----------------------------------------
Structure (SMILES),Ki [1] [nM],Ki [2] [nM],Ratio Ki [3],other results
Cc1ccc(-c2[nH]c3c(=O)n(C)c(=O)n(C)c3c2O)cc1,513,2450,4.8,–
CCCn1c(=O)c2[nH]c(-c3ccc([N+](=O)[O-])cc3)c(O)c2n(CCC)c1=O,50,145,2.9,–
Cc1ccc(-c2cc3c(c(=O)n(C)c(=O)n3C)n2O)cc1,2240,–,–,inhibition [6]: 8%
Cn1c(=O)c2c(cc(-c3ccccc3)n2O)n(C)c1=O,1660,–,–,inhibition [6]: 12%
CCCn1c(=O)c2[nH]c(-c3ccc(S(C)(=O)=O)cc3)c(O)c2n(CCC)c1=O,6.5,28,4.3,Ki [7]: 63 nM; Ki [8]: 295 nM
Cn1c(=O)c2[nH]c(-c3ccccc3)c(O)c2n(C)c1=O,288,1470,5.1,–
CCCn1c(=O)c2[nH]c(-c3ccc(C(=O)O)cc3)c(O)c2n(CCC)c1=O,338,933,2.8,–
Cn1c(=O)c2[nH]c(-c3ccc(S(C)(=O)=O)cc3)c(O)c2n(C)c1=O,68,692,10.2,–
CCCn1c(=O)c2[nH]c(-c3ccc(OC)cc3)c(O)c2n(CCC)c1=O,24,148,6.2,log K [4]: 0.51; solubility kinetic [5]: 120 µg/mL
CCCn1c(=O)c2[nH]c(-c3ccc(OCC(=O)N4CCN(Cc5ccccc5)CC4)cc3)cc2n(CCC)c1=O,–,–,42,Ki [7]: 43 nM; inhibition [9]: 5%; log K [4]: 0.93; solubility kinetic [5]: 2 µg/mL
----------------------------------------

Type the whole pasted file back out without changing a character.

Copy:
Structure (SMILES),Ki [1] [nM],Ki [2] [nM],Ratio Ki [3],other results
Cc1ccc(-c2[nH]c3c(=O)n(C)c(=O)n(C)c3c2O)cc1,513,2450,4.8,–
CCCn1c(=O)c2[nH]c(-c3ccc([N+](=O)[O-])cc3)c(O)c2n(CCC)c1=O,50,145,2.9,–
Cc1ccc(-c2cc3c(c(=O)n(C)c(=O)n3C)n2O)cc1,2240,–,–,inhibition [6]: 8%
Cn1c(=O)c2c(cc(-c3ccccc3)n2O)n(C)c1=O,1660,–,–,inhibition [6]: 12%
CCCn1c(=O)c2[nH]c(-c3ccc(S(C)(=O)=O)cc3)c(O)c2n(CCC)c1=O,6.5,28,4.3,Ki [7]: 63 nM; Ki [8]: 295 nM
Cn1c(=O)c2[nH]c(-c3ccccc3)c(O)c2n(C)c1=O,288,1470,5.1,–
CCCn1c(=O)c2[nH]c(-c3ccc(C(=O)O)cc3)c(O)c2n(CCC)c1=O,338,933,2.8,–
Cn1c(=O)c2[nH]c(-c3ccc(S(C)(=O)=O)cc3)c(O)c2n(C)c1=O,68,692,10.2,–
CCCn1c(=O)c2[nH]c(-c3ccc(OC)cc3)c(O)c2n(CCC)c1=O,24,148,6.2,log K [4]: 0.51; solubility kinetic [5]: 120 µg/mL
CCCn1c(=O)c2[nH]c(-c3ccc(OCC(=O)N4CCN(Cc5ccccc5)CC4)cc3)cc2n(CCC)c1=O,–,–,42,Ki [7]: 43 nM; inhibition [9]: 5%; log K [4]: 0.93; solubility kinetic [5]: 2 µg/mL